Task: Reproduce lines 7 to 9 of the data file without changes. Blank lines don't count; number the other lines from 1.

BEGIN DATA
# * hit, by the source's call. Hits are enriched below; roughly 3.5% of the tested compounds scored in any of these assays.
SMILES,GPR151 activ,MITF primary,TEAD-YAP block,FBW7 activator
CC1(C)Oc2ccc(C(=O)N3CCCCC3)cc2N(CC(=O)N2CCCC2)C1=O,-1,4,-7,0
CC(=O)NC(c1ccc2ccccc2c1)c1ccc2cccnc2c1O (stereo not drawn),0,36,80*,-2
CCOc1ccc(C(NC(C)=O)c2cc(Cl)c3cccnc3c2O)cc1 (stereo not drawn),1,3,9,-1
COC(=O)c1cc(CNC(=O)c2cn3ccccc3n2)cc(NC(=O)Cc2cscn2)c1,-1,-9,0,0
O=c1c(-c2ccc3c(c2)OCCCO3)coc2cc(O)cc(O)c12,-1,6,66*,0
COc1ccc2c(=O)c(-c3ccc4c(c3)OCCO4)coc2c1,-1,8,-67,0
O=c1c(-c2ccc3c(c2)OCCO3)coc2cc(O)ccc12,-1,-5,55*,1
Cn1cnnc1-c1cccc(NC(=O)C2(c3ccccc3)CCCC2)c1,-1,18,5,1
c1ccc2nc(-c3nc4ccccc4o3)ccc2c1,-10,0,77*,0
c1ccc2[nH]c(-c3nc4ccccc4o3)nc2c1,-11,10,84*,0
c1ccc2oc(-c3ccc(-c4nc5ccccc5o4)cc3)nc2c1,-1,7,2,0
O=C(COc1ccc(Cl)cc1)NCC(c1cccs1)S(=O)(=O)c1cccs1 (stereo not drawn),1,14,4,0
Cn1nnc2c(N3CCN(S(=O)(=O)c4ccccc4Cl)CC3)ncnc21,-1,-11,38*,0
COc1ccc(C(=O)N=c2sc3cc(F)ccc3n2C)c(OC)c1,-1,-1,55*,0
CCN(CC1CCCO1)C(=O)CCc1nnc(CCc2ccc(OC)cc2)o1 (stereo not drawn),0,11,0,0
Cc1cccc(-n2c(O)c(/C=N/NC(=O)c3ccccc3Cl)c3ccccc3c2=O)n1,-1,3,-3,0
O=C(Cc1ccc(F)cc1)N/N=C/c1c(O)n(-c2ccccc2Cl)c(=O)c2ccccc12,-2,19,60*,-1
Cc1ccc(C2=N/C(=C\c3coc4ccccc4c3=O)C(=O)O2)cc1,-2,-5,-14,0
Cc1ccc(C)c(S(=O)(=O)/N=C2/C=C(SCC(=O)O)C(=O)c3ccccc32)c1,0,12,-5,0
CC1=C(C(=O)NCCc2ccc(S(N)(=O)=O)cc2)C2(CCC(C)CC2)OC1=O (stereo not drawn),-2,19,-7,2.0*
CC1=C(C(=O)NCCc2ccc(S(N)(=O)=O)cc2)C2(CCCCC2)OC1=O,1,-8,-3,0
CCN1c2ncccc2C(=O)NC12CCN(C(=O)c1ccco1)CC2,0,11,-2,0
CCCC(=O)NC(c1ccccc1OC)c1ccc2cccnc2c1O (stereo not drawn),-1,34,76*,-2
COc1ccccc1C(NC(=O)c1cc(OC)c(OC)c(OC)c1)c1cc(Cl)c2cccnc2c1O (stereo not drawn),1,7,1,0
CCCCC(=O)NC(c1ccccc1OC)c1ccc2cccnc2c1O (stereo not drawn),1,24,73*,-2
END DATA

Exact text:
O=c1c(-c2ccc3c(c2)OCCCO3)coc2cc(O)cc(O)c12,-1,6,66*,0
COc1ccc2c(=O)c(-c3ccc4c(c3)OCCO4)coc2c1,-1,8,-67,0
O=c1c(-c2ccc3c(c2)OCCO3)coc2cc(O)ccc12,-1,-5,55*,1